05-02-2005 House Journal 1446
Absent: Anderson, Holm, Joule, Kapsner, Kelly, Meyer, Moses,
Rokeberg

And so, SB 25 passed the House, was signed by the Speaker and Chief Clerk and returned to the Senate.

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BILL ID: SB 25

SENATE BILL NO. 25
"An Act relating to labeling and identification of genetically modified fish and fish products."

BE IT ENACTED BY THE LEGISLATURE OF THE STATE OF ALASKA:

* Section 1. AS 17.20.040 is amended to read:
Sec. 17.20.040. Misbranded foods. (a) Food is misbranded if

(1) its labeling is false or misleading in any particular;

(2) it is offered for sale under the name of another food;

(3) it is an imitation of another food, unless its label bears, in type of uniform size and prominence, the word "imitation" and, immediately thereafter, the name of the food imitated;

(4) its container is made, formed, or filled so as to be misleading;

(5) it is in package form unless it bears a label containing (A) the name and place of business of the manufacturer, packer, or distributor; and (B) an accurate statement of the quantity of the contents in terms of weight, measure, or numerical count; however, under (B) of this paragraph, reasonable variations are permitted, and exemptions for small packages shall be established by regulations prescribed by the department;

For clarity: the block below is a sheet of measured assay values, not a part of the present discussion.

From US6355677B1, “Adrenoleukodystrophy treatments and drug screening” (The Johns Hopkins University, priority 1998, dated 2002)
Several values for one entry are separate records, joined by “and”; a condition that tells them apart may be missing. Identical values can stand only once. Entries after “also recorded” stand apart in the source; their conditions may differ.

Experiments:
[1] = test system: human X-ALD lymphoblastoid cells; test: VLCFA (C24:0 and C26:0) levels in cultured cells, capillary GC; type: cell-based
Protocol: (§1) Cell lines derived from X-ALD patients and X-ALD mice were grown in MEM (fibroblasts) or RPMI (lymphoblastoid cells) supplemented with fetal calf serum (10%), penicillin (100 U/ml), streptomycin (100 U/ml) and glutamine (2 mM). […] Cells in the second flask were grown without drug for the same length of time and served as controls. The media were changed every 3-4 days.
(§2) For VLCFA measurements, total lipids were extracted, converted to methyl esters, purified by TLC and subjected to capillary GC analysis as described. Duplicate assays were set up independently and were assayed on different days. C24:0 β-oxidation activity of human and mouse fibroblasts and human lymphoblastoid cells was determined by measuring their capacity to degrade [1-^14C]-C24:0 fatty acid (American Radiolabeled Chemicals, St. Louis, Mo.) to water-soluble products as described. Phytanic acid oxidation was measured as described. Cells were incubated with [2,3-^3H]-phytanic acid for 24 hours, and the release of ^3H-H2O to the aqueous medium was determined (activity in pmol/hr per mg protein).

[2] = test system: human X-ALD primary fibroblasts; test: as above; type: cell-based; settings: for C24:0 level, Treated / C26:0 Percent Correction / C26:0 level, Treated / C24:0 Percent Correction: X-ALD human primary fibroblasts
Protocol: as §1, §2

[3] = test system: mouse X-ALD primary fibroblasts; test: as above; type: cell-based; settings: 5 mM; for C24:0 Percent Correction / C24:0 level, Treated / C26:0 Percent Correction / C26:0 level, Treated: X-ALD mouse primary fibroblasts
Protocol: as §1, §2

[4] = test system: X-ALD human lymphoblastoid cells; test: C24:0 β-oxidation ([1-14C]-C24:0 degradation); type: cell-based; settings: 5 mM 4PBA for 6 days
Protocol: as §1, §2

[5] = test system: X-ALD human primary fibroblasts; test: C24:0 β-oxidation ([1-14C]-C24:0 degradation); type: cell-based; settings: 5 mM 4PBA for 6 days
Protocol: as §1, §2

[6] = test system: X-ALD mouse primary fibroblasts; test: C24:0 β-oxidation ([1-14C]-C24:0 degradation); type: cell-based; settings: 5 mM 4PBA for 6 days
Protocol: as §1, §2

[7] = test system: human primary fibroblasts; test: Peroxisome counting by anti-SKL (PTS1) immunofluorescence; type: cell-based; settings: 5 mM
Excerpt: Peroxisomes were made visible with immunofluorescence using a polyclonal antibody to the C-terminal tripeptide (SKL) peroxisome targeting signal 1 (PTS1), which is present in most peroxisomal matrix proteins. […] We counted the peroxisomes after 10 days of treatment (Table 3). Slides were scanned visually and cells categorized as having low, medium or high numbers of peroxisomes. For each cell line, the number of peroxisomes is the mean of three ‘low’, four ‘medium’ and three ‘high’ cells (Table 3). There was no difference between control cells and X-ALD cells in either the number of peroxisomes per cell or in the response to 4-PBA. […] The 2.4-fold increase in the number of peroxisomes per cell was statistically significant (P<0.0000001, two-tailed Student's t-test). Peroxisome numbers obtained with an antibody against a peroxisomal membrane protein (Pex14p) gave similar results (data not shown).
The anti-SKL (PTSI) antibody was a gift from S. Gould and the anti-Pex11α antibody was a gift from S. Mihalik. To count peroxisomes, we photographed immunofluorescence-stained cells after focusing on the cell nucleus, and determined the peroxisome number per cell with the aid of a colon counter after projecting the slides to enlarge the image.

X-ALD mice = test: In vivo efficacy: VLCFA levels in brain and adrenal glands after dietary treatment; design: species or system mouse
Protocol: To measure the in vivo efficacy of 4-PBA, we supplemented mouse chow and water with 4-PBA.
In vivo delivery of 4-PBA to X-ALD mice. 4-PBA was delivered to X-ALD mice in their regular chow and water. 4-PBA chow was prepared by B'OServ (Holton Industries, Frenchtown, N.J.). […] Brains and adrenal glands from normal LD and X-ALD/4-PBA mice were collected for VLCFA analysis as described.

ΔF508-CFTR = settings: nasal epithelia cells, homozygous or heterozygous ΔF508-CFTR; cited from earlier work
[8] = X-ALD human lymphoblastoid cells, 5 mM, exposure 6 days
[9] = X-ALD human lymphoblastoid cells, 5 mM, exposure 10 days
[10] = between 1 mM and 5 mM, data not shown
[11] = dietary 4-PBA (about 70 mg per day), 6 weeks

(6) a word, statement, or other information required by or under authority of this chapter to appear on the label or labeling is not prominently placed with the conspicuousness (as compared with other words, statements, designs, or devices, in the labeling) and in terms that make it likely to be read and understood by the ordinary individual under customary conditions of purchase and use;